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Things to Be Thankful For

Trey Reely | November 2014

   I received a phone call a few years ago asking me to speak in Bakersfield, California at a music conference. The caller told me that times had been really tough in California with music cuts and layoffs, and they wanted someone to come in and make them laugh. Talk about pressure!
    When I arrived at the conference, I found out that the caller wasn’t kidding. At the initial session, the participants introduced themselves and then said something like, “My name is Laverne Strasser. I work in Chico where I lost my assistant when he moved to another district, and our district did not replace him. I now have 300 students by myself.” However, the room was not without hope. In fact, there was quite a lot of it, and I was deeply impressed by their ability to be thankful despite the circumstances.
    It is with that in mind that I present this article. I have never written a Thanksgiving column before. The reason is certainly not that I am ungrateful, because I definitely am thankful. I suppose I have avoided the topic because a column on thankfulness might appear cliché at this time of year when seemingly everyone with a column, blog, or Facebook account is doing the same. That being said, I still think it is important to focus on some things to be thankful for; maybe I will get lucky and mention a thing or two you may have overlooked or taken for granted.
    A job that is never boring. Sometimes I feel overwhelmed, up to my neck in pointless school-induced paperwork, invoices, and band candy. But bored? Never. A recent survey revealed that 70 percent of Americans are unhappy and bored with their jobs. That’s one demographic I am not in. If I ever felt that way, all I would have to do is look around the bandroom, pick out an instrument, and say to myself “get better playing that before you say you are bored.” There is always something I could play or teach better, even after 29 years. (Drumset is next.)
    A needy, attention-seeking student with a great attitude. This is the kind of student who steps into your office every single day, several times a day, and asks how you are doing. Or maybe he just stands there trying to remember what he was going to say. This can be kind of annoying, but enjoy it while it lasts.
    The greatest subject matter in the world. I’m sure a common theme every convention shares is referring to their respective profession as the greatest in the world. (I have a hard time picturing this being said at a funeral director convention, but I must admit that the work is steady). I do not have the hubris to say we are the greatest profession, but as far as the subject matter goes, one would be hard-pressed to find anything that can bring more joy, more frustration, more stress, more stress relief, and more satisfaction than music – and that’s all in one class period!
    Computers. I fully appreciate some of the newer technological advances in our lives more than some of the younger whippersnappers out there because I remember what times were like without them. Back when I used a typewriter, I would be typing at the bottom of the page, trying to squeeze in just one more line only to have the paper pop out. Lining things back up properly was impossible. And finding numerous typos after the paper was completed had to be a contributing factor to strokes and hypertension suffered by many a student and writer. I have had far fewer problems controlling my temper since the typewriter bit the dust.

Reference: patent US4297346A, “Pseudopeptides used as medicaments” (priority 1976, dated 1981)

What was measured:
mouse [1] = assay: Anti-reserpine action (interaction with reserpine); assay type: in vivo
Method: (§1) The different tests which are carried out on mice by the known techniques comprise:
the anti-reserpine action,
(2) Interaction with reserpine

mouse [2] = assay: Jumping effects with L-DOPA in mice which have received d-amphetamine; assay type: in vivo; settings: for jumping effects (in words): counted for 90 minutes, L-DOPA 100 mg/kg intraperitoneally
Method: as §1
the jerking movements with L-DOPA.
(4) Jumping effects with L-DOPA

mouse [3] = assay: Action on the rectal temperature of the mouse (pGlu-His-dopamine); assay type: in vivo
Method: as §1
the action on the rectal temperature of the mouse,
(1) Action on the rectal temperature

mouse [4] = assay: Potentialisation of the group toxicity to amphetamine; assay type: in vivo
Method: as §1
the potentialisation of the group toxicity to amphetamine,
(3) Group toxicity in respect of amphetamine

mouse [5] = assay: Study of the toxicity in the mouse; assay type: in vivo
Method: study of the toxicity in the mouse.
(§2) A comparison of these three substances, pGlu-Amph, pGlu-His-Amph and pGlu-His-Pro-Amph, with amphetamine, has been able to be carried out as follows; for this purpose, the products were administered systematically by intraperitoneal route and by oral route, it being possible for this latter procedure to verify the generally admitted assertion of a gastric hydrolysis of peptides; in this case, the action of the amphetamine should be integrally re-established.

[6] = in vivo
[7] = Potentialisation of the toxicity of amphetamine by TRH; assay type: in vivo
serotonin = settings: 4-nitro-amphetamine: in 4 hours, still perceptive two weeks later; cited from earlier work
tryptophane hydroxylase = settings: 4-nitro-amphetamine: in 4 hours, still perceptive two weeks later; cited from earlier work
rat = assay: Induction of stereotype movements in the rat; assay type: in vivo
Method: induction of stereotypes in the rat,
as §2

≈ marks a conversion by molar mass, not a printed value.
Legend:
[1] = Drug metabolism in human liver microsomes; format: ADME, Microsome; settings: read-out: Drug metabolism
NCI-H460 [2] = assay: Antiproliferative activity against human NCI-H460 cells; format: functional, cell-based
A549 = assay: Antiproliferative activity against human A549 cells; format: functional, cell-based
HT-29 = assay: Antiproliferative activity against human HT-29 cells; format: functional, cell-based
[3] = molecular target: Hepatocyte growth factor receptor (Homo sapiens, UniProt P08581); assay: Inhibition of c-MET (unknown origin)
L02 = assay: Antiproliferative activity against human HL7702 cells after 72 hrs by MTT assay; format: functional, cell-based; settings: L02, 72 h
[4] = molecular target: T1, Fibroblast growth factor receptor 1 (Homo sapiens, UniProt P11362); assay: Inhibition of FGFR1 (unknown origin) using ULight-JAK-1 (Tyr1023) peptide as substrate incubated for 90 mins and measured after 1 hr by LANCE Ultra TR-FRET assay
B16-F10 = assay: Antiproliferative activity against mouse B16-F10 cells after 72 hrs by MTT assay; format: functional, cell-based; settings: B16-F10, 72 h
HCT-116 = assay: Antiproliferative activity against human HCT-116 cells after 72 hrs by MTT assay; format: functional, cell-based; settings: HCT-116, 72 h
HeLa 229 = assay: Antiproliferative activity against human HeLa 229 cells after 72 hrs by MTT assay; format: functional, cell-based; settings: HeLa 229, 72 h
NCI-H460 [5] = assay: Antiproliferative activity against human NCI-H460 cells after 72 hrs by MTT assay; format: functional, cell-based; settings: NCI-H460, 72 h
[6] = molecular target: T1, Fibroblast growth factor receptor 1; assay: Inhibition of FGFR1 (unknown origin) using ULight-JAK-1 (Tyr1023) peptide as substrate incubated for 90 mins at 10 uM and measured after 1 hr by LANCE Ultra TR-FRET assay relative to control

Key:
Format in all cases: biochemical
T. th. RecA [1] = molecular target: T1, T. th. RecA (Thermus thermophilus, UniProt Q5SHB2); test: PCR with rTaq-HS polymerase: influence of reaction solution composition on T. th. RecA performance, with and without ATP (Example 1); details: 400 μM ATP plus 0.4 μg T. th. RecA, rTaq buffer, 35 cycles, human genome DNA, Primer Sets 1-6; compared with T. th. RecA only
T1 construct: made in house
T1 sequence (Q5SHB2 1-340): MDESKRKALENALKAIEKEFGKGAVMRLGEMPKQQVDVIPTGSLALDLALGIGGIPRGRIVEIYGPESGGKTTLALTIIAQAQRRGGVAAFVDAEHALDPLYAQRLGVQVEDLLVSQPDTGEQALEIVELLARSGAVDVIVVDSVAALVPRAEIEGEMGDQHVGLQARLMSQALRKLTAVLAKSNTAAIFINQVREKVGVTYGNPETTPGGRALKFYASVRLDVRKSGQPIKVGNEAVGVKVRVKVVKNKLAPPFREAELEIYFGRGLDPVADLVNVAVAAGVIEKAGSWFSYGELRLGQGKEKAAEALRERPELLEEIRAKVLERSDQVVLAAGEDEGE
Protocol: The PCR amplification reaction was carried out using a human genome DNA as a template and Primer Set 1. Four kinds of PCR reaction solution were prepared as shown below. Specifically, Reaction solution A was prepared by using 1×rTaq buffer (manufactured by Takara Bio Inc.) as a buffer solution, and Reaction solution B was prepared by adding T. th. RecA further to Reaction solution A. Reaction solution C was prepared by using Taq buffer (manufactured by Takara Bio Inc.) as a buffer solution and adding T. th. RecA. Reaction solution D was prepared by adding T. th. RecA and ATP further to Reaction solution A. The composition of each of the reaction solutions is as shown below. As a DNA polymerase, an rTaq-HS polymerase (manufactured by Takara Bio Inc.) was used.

A copier. When I started teaching, there was one copier at our school (we called it a Xerox machine). However, for major copying jobs we were told to use the Ditto machine (also called the spirit duplicator). All I miss from that process was the cool smell of the purple “ink.”
    The internet. In preparation for the previous entry, I actually learned more about Ditto machines with five minutes of research than I ever knew when they were actually used. I will show much writerly discipline now by not boring you with the details of exactly how one works.
    A wide variety of beginning band books and teaching materials. When I started, about the only option was the now venerable Belwin Elementary Band Method. The snare drum parts were ridiculously easy even in book two of the series. I spent one summer rewriting all of the snare parts by hand only to have another method book published the next year with better percussion parts.
    Not having to experience my first year of teaching again. Enough said.
    Air conditioning. I have such tremendous respect for all of the bands of the past that were able to accomplish such great things in bandrooms that were more like saunas than rehearsal areas.
    Readily available weather reports. I’ve made some pretty good calls with my handy weather app that has radar and everything. Not too many years ago I had to go by a morning weather report and my own judgment of how the sky looked.
    Custodians. Have you thanked yours lately?
    Smartphones. Many consider this the top gadget of all time. I can’t say I disagree. Music storage, metronomes, tuners, podcasts, instructional videos, news – you name it, there’s an app for it. I find new uses for it every week. Students even take pictures of band schedules with it, making it harder to be undependable, although some still manage.
    There are, of course, many more things to be thankful for in this Thanksgiving season. I hope you will take the time to think of a few – even if you find yourself freezing in the stands at a football playoff game in late November.